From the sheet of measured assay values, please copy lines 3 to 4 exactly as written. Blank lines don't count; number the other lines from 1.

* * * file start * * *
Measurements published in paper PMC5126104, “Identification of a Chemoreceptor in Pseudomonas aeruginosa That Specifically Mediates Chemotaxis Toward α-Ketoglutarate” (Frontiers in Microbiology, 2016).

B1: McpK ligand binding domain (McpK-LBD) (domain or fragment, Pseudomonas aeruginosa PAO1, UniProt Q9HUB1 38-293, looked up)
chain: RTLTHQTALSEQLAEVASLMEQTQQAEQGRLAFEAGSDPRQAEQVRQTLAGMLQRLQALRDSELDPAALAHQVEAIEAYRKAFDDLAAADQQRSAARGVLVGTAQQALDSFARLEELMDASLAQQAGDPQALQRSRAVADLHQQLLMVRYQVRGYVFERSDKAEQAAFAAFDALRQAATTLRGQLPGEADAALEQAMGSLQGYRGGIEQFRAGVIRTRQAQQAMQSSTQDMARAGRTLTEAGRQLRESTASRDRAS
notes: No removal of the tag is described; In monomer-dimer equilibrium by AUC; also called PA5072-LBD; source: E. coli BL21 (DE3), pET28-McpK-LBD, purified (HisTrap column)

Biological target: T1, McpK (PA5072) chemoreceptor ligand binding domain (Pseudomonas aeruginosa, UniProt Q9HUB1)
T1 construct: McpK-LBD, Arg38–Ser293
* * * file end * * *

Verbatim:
chain: RTLTHQTALSEQLAEVASLMEQTQQAEQGRLAFEAGSDPRQAEQVRQTLAGMLQRLQALRDSELDPAALAHQVEAIEAYRKAFDDLAAADQQRSAARGVLVGTAQQALDSFARLEELMDASLAQQAGDPQALQRSRAVADLHQQLLMVRYQVRGYVFERSDKAEQAAFAAFDALRQAATTLRGQLPGEADAALEQAMGSLQGYRGGIEQFRAGVIRTRQAQQAMQSSTQDMARAGRTLTEAGRQLRESTASRDRAS
notes: No removal of the tag is described; In monomer-dimer equilibrium by AUC; also called PA5072-LBD; source: E. coli BL21 (DE3), pET28-McpK-LBD, purified (HisTrap column)